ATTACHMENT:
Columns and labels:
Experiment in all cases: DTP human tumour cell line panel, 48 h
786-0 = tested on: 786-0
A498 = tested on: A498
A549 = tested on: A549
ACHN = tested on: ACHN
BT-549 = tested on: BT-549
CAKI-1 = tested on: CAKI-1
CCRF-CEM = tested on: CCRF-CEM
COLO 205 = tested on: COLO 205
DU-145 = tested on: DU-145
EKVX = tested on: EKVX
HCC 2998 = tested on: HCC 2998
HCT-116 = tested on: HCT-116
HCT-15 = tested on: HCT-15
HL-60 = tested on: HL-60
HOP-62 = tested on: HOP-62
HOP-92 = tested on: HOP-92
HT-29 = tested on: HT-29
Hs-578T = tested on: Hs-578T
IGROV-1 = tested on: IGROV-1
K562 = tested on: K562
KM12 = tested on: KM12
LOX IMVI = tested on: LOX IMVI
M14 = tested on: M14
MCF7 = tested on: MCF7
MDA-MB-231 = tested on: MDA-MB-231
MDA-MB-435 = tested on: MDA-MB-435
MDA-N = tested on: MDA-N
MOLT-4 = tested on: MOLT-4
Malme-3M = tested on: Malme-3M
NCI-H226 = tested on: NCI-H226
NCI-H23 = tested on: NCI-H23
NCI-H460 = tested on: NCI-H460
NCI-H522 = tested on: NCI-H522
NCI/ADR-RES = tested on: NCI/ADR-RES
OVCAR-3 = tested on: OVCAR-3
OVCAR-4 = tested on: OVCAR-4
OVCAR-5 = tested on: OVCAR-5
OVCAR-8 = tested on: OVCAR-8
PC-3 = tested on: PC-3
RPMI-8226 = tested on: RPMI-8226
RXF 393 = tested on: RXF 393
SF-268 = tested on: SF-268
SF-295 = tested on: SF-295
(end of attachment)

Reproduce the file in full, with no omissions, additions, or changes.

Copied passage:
Columns and labels:
Experiment in all cases: DTP human tumour cell line panel, 48 h
786-0 = tested on: 786-0
A498 = tested on: A498
A549 = tested on: A549
ACHN = tested on: ACHN
BT-549 = tested on: BT-549
CAKI-1 = tested on: CAKI-1
CCRF-CEM = tested on: CCRF-CEM
COLO 205 = tested on: COLO 205
DU-145 = tested on: DU-145
EKVX = tested on: EKVX
HCC 2998 = tested on: HCC 2998
HCT-116 = tested on: HCT-116
HCT-15 = tested on: HCT-15
HL-60 = tested on: HL-60
HOP-62 = tested on: HOP-62
HOP-92 = tested on: HOP-92
HT-29 = tested on: HT-29
Hs-578T = tested on: Hs-578T
IGROV-1 = tested on: IGROV-1
K562 = tested on: K562
KM12 = tested on: KM12
LOX IMVI = tested on: LOX IMVI
M14 = tested on: M14
MCF7 = tested on: MCF7
MDA-MB-231 = tested on: MDA-MB-231
MDA-MB-435 = tested on: MDA-MB-435
MDA-N = tested on: MDA-N
MOLT-4 = tested on: MOLT-4
Malme-3M = tested on: Malme-3M
NCI-H226 = tested on: NCI-H226
NCI-H23 = tested on: NCI-H23
NCI-H460 = tested on: NCI-H460
NCI-H522 = tested on: NCI-H522
NCI/ADR-RES = tested on: NCI/ADR-RES
OVCAR-3 = tested on: OVCAR-3
OVCAR-4 = tested on: OVCAR-4
OVCAR-5 = tested on: OVCAR-5
OVCAR-8 = tested on: OVCAR-8
PC-3 = tested on: PC-3
RPMI-8226 = tested on: RPMI-8226
RXF 393 = tested on: RXF 393
SF-268 = tested on: SF-268
SF-295 = tested on: SF-295